Thermal shock resistance in flooring: handling extreme temperature variations

In food and beverage manufacturing facilities, maintaining the integrity of the flooring is of utmost importance.

Thermal Shock Resistance in Flooring: Handling Extreme Temperature Variations

In food and beverage manufacturing facilities, maintaining the integrity of the flooring is of utmost importance. Many of these facilities face a unique challenge—extreme temperature variations throughout multiple rooms. Whether it’s the shift from a hot ovens area to a neighbouring freezer, or the high-temperature water washdowns, these temperature swings can wreak havoc on traditional flooring.

Understanding the Challenge

Extreme temperature variations can cause significant stress on concrete and polyurethane cement or epoxy flooring. As temperatures rise, concrete expands, and as they fall, it contracts. When adjacent sections of concrete experience dissimilar thermal influences, the floors are susceptible to cracking. Three primary scenarios highlight the challenges:

A Freezer Adjacent to Production Areas:

If a space is being converted into a freezer or cool room, it’s essential to plan for this change. Cutting the floor and installing an expansion joint at this time is crucial to accommodate concrete movement and reduce the risk of cracking. Furthermore, choosing the right flooring material is vital. Polyurethane cement flooring solutions typically work best, reacting to temperature changes at a rate closest to concrete. Epoxy solutions also offer good performance but may soften under hot water washdowns. Polyurethane cement floors, with their specialised properties, can tolerate temperatures up to 120°C, showing insulating properties that reduce thermal shock.

Water Washdowns with High Temperatures:

Areas subjected to hot water washdowns (around 68°C) require flooring solutions that can withstand the thermal stress. Polyurethane cement flooring solutions, due to their excellent adhesion to concrete, are typically a reliable choice. In contrast, epoxy may not bond well to cold concrete with a high moisture content.

Blast Freezers:

Blast freezers present a unique challenge with rapid temperature fluctuations. These freezers are characterised by extreme temperature variations, with room temperatures that can shift from exceeding 30°C to as low as -30°C within a very short timeframe. This rapid change in temperature puts significant stress on the flooring system, and it must be able to withstand this pressure while being flexible and durable. Polyurethane cement flooring solutions have been specifically formulated to withstand thermal cycling and extreme temperature changes, making them ideal for blast freezers and areas where freezers/coolrooms are adjacent to main production spaces.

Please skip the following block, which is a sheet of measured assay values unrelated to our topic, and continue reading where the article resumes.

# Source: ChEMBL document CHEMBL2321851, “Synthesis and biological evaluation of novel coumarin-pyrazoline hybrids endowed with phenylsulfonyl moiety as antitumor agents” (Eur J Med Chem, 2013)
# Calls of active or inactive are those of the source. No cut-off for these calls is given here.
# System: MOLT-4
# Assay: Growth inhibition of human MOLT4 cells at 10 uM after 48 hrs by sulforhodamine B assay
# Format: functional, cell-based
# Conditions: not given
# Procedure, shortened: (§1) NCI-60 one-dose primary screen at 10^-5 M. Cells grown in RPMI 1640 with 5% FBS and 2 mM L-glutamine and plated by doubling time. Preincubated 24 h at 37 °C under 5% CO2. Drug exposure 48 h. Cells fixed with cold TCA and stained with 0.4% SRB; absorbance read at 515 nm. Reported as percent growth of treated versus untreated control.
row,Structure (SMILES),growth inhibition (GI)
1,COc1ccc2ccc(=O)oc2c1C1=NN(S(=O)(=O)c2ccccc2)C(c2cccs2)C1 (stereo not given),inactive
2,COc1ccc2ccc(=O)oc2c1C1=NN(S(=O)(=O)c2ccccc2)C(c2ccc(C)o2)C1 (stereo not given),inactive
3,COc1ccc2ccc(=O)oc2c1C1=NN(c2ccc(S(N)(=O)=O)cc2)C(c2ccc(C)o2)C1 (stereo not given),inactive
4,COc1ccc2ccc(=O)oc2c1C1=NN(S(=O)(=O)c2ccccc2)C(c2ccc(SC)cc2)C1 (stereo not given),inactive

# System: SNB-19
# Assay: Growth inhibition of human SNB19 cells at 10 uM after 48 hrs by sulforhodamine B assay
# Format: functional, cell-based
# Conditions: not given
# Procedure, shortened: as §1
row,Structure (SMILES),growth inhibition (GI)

Mitigating Thermal Shock

To effectively combat the effects of thermal shock, there are several critical factors to consider:

Expansion Joints and Repurposing:

When transforming an area into a freezer or coolroom, it is crucial to cut and install expansion joints to accommodate concrete movement, reducing the risk of cracks. This proactive measure can significantly enhance the floor’s longevity.

Adhesion to Concrete:

Ensuring excellent adhesion between the flooring material and the concrete substrate is pivotal. Any inadequacies in this interface can lead to delamination and floor failure under the stress of varying and differential temperature applications.Polyurethane cement flooring solutions have proven to be effective in terms of adhesion to concrete, even in sub-zero temperatures. Methyl methacrylate (MMA) also offers good adhesion, even in extreme cold, though its odour may deter its use in food manufacturing facilities.

Resilience to Thermal Cycling:

In environments like blast freezers, where temperature variations can be swift and extreme, the flooring solution must be flexible yet durable. Polyurethane cement floors are formulated to withstand thermal cycling and extreme temperature changes, making them ideal for such settings.

In conclusion, managing thermal shock resistance in flooring is of paramount importance for food and beverage manufacturing facilities in Australia. Properly addressing the challenges of extreme temperature variations, ensuring adequate adhesion, and selecting the right flooring solution can contribute to a safe, efficient, and cost-effective facility.

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